Choppy waters surround Eastern Mediterranean gas prospects

Choppy waters surround Eastern Mediterranean gas prospects

Egypt’s discovery of the eastern Mediterranean’s biggest offshore gas field radically changes the outlook for development of one of the world’s most geopolitically fascinating energy provinces.

Zohr, with an initial estimate of some 30 trillion cubic feet (TCF, close to one trillion cubic metres) of reserves, will certainly provide a major boost for Egypt, which has had to curtail natural gas exports because domestic demand has risen so sharply. 

But the problem for its neighbours is that while it will certainly boost overall regional output it may well damage the prospects for regional exports. This paradox is due to the near-certainty that Egypt will use the field primarily to serve for its own rapidly growing and still largely subsidised export market. Any gas left over will then be available for export thus boosting the prospects for re-opening the currently closed Damietta and Idku gas liquefaction plants that used to supply Europe, and France in particular, with liquefied natural gas (LNG). 

The country most affected by this is Israel, since, until the discovery of the 30 trillion cubic feet (tcf) Zohr in August, it had been assumed that of Israel’s own major offshore discoveries, the 10 tcf Tamar and the 20 tcf Leviathan field, both would be used by Egypt both domestically and as feedstock for processing at Idku and Damietta. 

Israel says that it is still pursuing this approach, but the discovery of Zohr and the impending development of BP’s 1.5 tcf Atoll field in Egyptian waters, may reduce Egypt’s interest in the idea of importing Israeli gas, regardless of whether it is for domestic use or for re-export via the LNG plants. If so, then for the foreseeable future Israel’s gas will be confined to its own domestic market and to limited sales to Jordan and the Palestinian Authority.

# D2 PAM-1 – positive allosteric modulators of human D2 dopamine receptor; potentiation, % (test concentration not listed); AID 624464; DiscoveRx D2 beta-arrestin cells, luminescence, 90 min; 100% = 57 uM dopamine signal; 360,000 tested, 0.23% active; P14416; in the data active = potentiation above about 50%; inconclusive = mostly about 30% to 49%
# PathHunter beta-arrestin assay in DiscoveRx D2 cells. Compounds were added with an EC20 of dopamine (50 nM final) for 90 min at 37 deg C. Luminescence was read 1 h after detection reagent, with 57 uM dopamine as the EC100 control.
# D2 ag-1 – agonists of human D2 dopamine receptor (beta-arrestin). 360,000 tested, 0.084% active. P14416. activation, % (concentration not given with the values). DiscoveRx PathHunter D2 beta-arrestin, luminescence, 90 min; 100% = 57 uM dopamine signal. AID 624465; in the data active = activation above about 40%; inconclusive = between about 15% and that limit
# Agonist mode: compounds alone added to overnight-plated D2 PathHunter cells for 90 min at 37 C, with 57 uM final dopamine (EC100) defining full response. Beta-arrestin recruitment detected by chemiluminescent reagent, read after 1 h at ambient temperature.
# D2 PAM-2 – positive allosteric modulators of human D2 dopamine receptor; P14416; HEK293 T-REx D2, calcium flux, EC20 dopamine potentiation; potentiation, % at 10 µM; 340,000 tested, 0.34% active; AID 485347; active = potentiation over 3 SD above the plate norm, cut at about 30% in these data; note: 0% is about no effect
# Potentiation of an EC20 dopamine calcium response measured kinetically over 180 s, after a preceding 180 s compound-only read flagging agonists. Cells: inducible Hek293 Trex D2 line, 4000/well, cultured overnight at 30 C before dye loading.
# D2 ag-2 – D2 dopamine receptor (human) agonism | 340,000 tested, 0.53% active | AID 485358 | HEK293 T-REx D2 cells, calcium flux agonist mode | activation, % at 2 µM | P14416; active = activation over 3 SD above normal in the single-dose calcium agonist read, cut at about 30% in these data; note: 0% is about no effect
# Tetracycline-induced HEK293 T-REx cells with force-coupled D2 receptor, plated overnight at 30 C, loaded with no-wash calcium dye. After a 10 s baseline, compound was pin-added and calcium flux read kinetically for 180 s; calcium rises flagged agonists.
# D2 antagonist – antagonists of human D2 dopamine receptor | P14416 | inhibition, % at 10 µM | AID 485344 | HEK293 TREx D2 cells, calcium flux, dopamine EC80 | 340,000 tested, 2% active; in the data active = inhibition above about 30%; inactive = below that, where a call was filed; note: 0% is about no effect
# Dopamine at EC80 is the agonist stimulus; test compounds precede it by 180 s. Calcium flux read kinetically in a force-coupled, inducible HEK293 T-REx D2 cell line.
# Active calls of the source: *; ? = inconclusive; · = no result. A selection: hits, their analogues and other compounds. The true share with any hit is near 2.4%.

Cyprus, which is still hoping to find more gas after the discovery of the relatively modest 4.54 tcf Aphrodite field in 2011, is now focussing on a twin track approach. The prime concern of the Cypriot Government, which controls the southern regions of the island, is to get the gas ashore so that it can start to substitute its own gas for expensively imported fuel oil at its power stations. The other is to see whether a pipeline might be built to connect Aphrodite to Egypt’s offshore gas gathering system so that it could be sold directly to Egypt, or made available for indirect export through processing into LNG at Idku or Damietta. This approach was discussed in high level Egyptian-Cypriot talks in October. 

Both Israel and Cyprus have suffered from getting their timing wrong. In the year or so after Aphrodite’s discovery, Israel was seeking to evaluate just how much could be allowed to go for export. At this stage, the government wanted to ensure the retention of most of the gas for prospective domestic use. This was considered crucial since Israel had suffered grievously from reliance on Egyptian gas imports, a policy which proved unwise when the lines carrying that gas were repeatedly bombed and put out of action by militant groups operating in northern Sinai, the forerunners of the Daesh franchise now widely considered responsible for the destruction of the Russian airliner that exploded after leaving the resort of Sharm el Sheikh on October 31. 

The Israeli Government’s restrictions on the amount of gas that was to be made available for export have already caused one major prospective investor, Australia’s Woodside, to lose interest. And since Woodside had the expertise for developing offshore LNG gasification facilities, together with the recent decline in international gas prices, this meant that Israel has had to start again in thinking just how it might develop gas exports. This also helps to explain why Noble Energy, the principal foreign investor in the group of companies that found Tamar, Leviathan and a cluster of smaller fields (and which is also the leader of the consortium that found Aphrodite), is contemplating legal action against the Israeli Government, on possible charges that it caused overlong delays to the development of Leviathan.